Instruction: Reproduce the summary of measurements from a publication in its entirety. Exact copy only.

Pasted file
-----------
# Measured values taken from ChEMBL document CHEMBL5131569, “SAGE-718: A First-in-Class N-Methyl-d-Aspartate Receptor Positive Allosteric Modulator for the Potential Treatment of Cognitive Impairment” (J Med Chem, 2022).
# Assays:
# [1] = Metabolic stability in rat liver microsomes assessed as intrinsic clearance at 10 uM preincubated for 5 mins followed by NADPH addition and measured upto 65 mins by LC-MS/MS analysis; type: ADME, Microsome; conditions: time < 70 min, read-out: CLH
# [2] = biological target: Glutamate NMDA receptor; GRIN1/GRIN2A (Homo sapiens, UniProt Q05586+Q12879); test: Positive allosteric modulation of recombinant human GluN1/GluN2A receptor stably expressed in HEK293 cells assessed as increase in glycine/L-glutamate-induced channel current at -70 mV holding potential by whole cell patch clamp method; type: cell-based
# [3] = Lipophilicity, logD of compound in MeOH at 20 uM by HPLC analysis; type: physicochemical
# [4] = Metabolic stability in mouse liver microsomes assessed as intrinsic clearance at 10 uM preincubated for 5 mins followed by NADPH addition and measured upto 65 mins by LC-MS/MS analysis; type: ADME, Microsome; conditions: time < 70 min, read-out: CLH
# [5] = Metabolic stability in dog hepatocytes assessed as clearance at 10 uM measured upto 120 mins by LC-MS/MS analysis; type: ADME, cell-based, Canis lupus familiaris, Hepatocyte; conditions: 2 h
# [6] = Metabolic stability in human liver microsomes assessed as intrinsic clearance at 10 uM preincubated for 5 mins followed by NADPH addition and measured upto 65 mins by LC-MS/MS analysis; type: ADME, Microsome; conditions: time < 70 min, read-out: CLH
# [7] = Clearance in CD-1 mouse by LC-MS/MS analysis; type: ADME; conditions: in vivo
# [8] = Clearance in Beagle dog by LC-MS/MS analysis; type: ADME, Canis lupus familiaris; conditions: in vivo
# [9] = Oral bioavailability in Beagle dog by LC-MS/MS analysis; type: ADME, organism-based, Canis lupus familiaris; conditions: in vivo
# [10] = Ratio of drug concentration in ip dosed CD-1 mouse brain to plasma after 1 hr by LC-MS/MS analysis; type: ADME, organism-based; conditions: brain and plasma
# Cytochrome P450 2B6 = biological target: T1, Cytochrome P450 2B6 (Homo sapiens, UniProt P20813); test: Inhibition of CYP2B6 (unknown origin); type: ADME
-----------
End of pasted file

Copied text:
# Measured values taken from ChEMBL document CHEMBL5131569, “SAGE-718: A First-in-Class N-Methyl-d-Aspartate Receptor Positive Allosteric Modulator for the Potential Treatment of Cognitive Impairment” (J Med Chem, 2022).
# Assays:
# [1] = Metabolic stability in rat liver microsomes assessed as intrinsic clearance at 10 uM preincubated for 5 mins followed by NADPH addition and measured upto 65 mins by LC-MS/MS analysis; type: ADME, Microsome; conditions: time < 70 min, read-out: CLH
# [2] = biological target: Glutamate NMDA receptor; GRIN1/GRIN2A (Homo sapiens, UniProt Q05586+Q12879); test: Positive allosteric modulation of recombinant human GluN1/GluN2A receptor stably expressed in HEK293 cells assessed as increase in glycine/L-glutamate-induced channel current at -70 mV holding potential by whole cell patch clamp method; type: cell-based
# [3] = Lipophilicity, logD of compound in MeOH at 20 uM by HPLC analysis; type: physicochemical
# [4] = Metabolic stability in mouse liver microsomes assessed as intrinsic clearance at 10 uM preincubated for 5 mins followed by NADPH addition and measured upto 65 mins by LC-MS/MS analysis; type: ADME, Microsome; conditions: time < 70 min, read-out: CLH
# [5] = Metabolic stability in dog hepatocytes assessed as clearance at 10 uM measured upto 120 mins by LC-MS/MS analysis; type: ADME, cell-based, Canis lupus familiaris, Hepatocyte; conditions: 2 h
# [6] = Metabolic stability in human liver microsomes assessed as intrinsic clearance at 10 uM preincubated for 5 mins followed by NADPH addition and measured upto 65 mins by LC-MS/MS analysis; type: ADME, Microsome; conditions: time < 70 min, read-out: CLH
# [7] = Clearance in CD-1 mouse by LC-MS/MS analysis; type: ADME; conditions: in vivo
# [8] = Clearance in Beagle dog by LC-MS/MS analysis; type: ADME, Canis lupus familiaris; conditions: in vivo
# [9] = Oral bioavailability in Beagle dog by LC-MS/MS analysis; type: ADME, organism-based, Canis lupus familiaris; conditions: in vivo
# [10] = Ratio of drug concentration in ip dosed CD-1 mouse brain to plasma after 1 hr by LC-MS/MS analysis; type: ADME, organism-based; conditions: brain and plasma
# Cytochrome P450 2B6 = biological target: T1, Cytochrome P450 2B6 (Homo sapiens, UniProt P20813); test: Inhibition of CYP2B6 (unknown origin); type: ADME